On July 4, 1892, William D. Sparks, aged 47, a resident of Woodville, Chickasaw Nation, Indian Territory, made a declaration for an Invalid Pension. He said that he had enlisted in September 1864 as a private in Company L, 17th Regiment Kentucky Cavalry, commanded by Elisha Lemon, and had served until he was discharged at Louisville, Kentucky, in September 1865. He stated that he had been 5 feet, 7 inches tall and had weighed 168 pounds when he enlisted; that he had dark complexion, black hair, and brown eyes, and was a farmer. He was now suffering from the loss of his right eye; a defect in his left eye; and from rheuniatism. He appointed George E. Lemon, Washington, D.C., as his attorney to assist him in obtaining a pension; L. J. Butler and T. E. McKenzie witnessed his signature on his application.

The War Department confirmed the military service of William D. Sparks on May 12, 1894. Records showed that he had served in the unit which he claimed from September 6, 1864, until September 20, 1865. No records had been found of any medical treatment that he had received while in service.

On August 26, 1896, W. D. Sparks made an affidavit to explain his physical disabilities. He stated that his right eye had been cancerous and had been removed at Evansville, Indiana, in 1882. Its removal had affected his left eye adversely and left Mm with greatly impaired vision. The affidavit was sworn to before J. W. Krebs, a notary public in Krebs, Oklahoma Territory.

About the same time, four other affidavits were made to support Sparks's claim. W. E. Kelley, 27; 5. 0. Dent, 34; James V. Kelley, 35; and James W. Davis, 48; made statements: referring to Sparks's visual disability and rheumatic suffering which prevented him from earning his support. The affidavits were notarized by J. W. Stewart, Krebs, Oklahoma Territory.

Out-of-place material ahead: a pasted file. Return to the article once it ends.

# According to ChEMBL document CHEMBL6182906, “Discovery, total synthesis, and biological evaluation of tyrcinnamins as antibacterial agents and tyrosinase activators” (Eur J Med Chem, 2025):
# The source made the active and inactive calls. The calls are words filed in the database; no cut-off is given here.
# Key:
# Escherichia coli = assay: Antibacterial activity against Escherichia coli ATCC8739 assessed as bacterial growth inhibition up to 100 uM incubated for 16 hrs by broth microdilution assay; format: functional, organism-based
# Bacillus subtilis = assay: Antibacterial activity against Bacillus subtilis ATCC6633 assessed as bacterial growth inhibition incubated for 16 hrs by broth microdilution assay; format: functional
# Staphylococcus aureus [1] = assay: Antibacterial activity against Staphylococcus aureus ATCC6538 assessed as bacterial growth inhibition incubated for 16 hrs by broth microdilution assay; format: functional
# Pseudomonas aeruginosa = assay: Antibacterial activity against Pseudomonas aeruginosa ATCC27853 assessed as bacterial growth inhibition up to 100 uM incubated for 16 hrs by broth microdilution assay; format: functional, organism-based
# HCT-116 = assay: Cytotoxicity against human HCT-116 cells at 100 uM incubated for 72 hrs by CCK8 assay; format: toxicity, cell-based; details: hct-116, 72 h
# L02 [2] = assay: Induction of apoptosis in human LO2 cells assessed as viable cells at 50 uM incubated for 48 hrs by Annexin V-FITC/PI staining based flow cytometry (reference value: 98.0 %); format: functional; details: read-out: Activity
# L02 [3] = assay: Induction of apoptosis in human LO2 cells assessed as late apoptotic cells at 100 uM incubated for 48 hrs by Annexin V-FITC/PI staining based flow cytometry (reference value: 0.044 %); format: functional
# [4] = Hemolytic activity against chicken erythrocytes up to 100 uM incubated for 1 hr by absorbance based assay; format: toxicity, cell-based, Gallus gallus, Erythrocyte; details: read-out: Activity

No Invalid pension was approved for Sparks, so he renewed his request on October 27, 1900. He was now 55 years old and a resident of Allen, Choctaw Nation, Indian Territory. He repeated his reasons for applying for a pension and asked for consideration under the 1900 Act of Congress. D. Allen and P. H. Watson witnessed his signature.

Sparks responded to a questionnaire from the Bureau of Pensions on May 16, 1901. He stated that he had been born October 10, 1845, in Livingston County, Kentucky. He had entered military service in September 1864 at Smithland, Kentucky, and had been discharged in October 1865 at Louisville, Kentucky. Since leaving the service, he had lived in Evansville, Indiana, from 1866 to 1872; in Gaosa, Missouri from 1872 to 1876; in Paris, Texas, from 1876 to 1878; in Saxton, Missouri, from 1878 to 1881; in Evansville, Indiana, from 1881 to 1882; in Paris, Texas, from 1882 to 1885; and in Indian Territory from 1885 to the present. He stated that his full name was William Dalles Sparks. The questionnaire was witnessed by W. E. Little and Charles Casey.